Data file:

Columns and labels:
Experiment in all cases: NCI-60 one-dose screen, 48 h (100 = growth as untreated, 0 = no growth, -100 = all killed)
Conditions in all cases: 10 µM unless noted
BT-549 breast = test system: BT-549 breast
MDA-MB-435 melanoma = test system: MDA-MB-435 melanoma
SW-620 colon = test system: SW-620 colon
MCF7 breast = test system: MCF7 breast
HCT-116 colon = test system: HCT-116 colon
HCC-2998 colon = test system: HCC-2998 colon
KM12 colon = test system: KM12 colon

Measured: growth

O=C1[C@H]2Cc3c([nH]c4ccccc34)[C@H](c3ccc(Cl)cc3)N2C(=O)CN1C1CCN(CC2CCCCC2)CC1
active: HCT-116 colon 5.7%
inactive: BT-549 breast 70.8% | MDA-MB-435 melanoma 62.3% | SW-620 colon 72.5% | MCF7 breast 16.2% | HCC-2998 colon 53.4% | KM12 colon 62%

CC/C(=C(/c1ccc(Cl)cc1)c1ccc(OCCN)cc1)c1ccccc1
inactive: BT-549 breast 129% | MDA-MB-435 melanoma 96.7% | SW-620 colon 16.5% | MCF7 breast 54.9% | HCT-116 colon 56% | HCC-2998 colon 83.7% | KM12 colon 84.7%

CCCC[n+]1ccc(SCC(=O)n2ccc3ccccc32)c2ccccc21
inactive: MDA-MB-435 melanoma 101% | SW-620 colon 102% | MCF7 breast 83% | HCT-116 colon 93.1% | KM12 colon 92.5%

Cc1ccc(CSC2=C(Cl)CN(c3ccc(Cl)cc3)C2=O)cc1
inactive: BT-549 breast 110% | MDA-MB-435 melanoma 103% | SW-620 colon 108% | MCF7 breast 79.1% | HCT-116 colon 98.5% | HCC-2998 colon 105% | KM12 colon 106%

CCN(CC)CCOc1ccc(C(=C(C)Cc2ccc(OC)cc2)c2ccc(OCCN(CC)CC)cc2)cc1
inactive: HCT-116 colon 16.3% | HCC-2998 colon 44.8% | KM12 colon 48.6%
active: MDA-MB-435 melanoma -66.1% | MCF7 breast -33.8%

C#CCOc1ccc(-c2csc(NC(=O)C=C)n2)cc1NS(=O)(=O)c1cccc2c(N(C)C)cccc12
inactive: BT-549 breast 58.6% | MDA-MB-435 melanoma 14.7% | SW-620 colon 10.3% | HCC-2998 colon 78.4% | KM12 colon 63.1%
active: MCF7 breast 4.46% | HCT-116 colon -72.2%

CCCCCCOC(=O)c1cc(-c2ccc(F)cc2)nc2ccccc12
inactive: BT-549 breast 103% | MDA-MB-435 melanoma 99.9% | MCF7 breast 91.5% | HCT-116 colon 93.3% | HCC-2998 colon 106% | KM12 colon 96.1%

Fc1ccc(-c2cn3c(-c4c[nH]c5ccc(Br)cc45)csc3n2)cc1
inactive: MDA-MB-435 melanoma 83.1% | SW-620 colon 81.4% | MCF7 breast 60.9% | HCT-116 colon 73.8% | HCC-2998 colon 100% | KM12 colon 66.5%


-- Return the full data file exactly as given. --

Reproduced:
Columns and labels:
Experiment in all cases: NCI-60 one-dose screen, 48 h (100 = growth as untreated, 0 = no growth, -100 = all killed)
Conditions in all cases: 10 µM unless noted
BT-549 breast = test system: BT-549 breast
MDA-MB-435 melanoma = test system: MDA-MB-435 melanoma
SW-620 colon = test system: SW-620 colon
MCF7 breast = test system: MCF7 breast
HCT-116 colon = test system: HCT-116 colon
HCC-2998 colon = test system: HCC-2998 colon
KM12 colon = test system: KM12 colon

Measured: growth

O=C1[C@H]2Cc3c([nH]c4ccccc34)[C@H](c3ccc(Cl)cc3)N2C(=O)CN1C1CCN(CC2CCCCC2)CC1
active: HCT-116 colon 5.7%
inactive: BT-549 breast 70.8% | MDA-MB-435 melanoma 62.3% | SW-620 colon 72.5% | MCF7 breast 16.2% | HCC-2998 colon 53.4% | KM12 colon 62%

CC/C(=C(/c1ccc(Cl)cc1)c1ccc(OCCN)cc1)c1ccccc1
inactive: BT-549 breast 129% | MDA-MB-435 melanoma 96.7% | SW-620 colon 16.5% | MCF7 breast 54.9% | HCT-116 colon 56% | HCC-2998 colon 83.7% | KM12 colon 84.7%

CCCC[n+]1ccc(SCC(=O)n2ccc3ccccc32)c2ccccc21
inactive: MDA-MB-435 melanoma 101% | SW-620 colon 102% | MCF7 breast 83% | HCT-116 colon 93.1% | KM12 colon 92.5%

Cc1ccc(CSC2=C(Cl)CN(c3ccc(Cl)cc3)C2=O)cc1
inactive: BT-549 breast 110% | MDA-MB-435 melanoma 103% | SW-620 colon 108% | MCF7 breast 79.1% | HCT-116 colon 98.5% | HCC-2998 colon 105% | KM12 colon 106%

CCN(CC)CCOc1ccc(C(=C(C)Cc2ccc(OC)cc2)c2ccc(OCCN(CC)CC)cc2)cc1
inactive: HCT-116 colon 16.3% | HCC-2998 colon 44.8% | KM12 colon 48.6%
active: MDA-MB-435 melanoma -66.1% | MCF7 breast -33.8%

C#CCOc1ccc(-c2csc(NC(=O)C=C)n2)cc1NS(=O)(=O)c1cccc2c(N(C)C)cccc12
inactive: BT-549 breast 58.6% | MDA-MB-435 melanoma 14.7% | SW-620 colon 10.3% | HCC-2998 colon 78.4% | KM12 colon 63.1%
active: MCF7 breast 4.46% | HCT-116 colon -72.2%

CCCCCCOC(=O)c1cc(-c2ccc(F)cc2)nc2ccccc12
inactive: BT-549 breast 103% | MDA-MB-435 melanoma 99.9% | MCF7 breast 91.5% | HCT-116 colon 93.3% | HCC-2998 colon 106% | KM12 colon 96.1%

Fc1ccc(-c2cn3c(-c4c[nH]c5ccc(Br)cc45)csc3n2)cc1
inactive: MDA-MB-435 melanoma 83.1% | SW-620 colon 81.4% | MCF7 breast 60.9% | HCT-116 colon 73.8% | HCC-2998 colon 100% | KM12 colon 66.5%